A few years back, this sector, especially the big consumer staples companies, had to reimagine themselves for the newer generations of consumers. The old baby boomer brands weren’t drawing the Gen Xers or millennials.

It took a while to turn the ship, but GIS is on its way back. It added new, health-conscious brands (like Annie’s and Blue Buffalo) and also moved into Asian and Latino brands to address a changing American demographic.

And it’s paying off. The stock is up 37% in the past year, delivers a reliable 3.7% dividend and yet still has a trailing P/E ratio of around 15. What’s more, earlier this week it announced that it beat earnings expectations in fiscal Q2.

Southern Company (SO)

Southern Company (SO)
Southern Company (SO)

Source: 360b / Shutterstock.com

Dividend Yield: 3.9%

Southern Company (NYSE:SO) is the second-largest utility in the U.S. It provides electricity to customers in Alabama, Georgia, Florida and Mississippi. It also has natural gas distribution channels through a number of other states, and significant solar power facilities as well.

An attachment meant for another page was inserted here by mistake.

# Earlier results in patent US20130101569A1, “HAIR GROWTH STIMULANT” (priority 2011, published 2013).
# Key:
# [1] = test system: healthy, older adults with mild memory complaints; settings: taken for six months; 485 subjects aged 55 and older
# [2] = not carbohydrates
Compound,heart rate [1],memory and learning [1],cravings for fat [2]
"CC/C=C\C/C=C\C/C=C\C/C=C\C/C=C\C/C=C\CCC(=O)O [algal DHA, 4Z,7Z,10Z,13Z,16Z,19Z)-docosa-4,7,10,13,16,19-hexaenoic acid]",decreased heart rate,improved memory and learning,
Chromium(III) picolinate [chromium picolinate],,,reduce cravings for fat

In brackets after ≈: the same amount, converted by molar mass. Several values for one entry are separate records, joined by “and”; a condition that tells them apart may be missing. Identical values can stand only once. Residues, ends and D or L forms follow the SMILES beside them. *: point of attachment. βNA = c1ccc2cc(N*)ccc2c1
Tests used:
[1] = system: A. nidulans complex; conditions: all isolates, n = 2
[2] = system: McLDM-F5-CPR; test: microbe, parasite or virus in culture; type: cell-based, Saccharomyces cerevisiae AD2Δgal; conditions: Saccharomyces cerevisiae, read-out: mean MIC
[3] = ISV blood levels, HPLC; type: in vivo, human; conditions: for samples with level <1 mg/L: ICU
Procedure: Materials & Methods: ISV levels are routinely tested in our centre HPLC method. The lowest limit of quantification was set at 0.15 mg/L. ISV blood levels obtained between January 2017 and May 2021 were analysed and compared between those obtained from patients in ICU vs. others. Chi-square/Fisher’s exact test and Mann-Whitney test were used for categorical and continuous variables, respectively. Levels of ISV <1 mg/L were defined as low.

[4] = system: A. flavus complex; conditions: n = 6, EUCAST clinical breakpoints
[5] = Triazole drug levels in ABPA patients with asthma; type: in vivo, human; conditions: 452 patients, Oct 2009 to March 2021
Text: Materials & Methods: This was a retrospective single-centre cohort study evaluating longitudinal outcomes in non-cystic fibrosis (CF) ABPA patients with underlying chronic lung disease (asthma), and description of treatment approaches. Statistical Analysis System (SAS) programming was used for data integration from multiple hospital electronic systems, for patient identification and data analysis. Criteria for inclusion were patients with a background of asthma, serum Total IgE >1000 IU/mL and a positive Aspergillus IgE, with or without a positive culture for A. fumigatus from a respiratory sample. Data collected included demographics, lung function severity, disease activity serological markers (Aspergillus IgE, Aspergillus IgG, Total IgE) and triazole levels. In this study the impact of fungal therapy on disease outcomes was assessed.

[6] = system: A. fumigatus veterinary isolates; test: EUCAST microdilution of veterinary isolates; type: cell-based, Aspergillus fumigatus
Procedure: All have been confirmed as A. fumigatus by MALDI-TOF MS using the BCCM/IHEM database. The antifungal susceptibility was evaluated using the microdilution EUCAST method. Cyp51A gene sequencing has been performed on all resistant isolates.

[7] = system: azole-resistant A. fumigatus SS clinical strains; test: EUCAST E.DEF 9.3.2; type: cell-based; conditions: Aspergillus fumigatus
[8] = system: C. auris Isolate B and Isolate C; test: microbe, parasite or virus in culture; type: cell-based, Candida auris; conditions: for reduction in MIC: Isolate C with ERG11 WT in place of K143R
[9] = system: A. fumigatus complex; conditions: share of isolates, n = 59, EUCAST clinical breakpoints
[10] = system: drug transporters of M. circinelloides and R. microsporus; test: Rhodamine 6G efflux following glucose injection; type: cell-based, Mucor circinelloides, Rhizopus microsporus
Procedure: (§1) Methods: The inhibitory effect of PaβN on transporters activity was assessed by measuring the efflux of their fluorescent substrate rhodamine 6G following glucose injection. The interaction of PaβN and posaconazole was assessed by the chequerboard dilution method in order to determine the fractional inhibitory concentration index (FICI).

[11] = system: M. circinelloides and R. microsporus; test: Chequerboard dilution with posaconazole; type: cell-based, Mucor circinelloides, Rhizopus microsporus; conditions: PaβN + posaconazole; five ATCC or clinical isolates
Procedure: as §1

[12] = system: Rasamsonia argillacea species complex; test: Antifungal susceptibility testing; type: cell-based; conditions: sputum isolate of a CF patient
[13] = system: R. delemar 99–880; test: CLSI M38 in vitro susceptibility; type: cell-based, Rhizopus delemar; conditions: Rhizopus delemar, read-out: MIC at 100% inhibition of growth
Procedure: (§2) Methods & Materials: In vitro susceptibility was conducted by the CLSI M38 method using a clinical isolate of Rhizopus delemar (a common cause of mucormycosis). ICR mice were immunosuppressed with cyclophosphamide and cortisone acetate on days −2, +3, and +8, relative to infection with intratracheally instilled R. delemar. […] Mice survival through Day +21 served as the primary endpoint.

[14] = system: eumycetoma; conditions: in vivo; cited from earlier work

SO stock has been around since 1945 and is well positioned to grow it business and deliver new solutions to the region’s energy needs.

A few years back it attempted to build the first new nuclear power plant in decades, but regulatory issues turned the project into a nightmare. Fortunately, its base of 4.7 million customers and patient state regulators gave it some cushion. But now those days are behind it and SO is doing well with its natural gas business and alternative energy work.

The stock is up 40% in the past 12 months, still delivers a nearly 4% dividend and is trading at a trailing P/E ratio of 14. And better yet, its dividend is bomb-proof.

Target (TGT)

Target (TGT)
Target (TGT)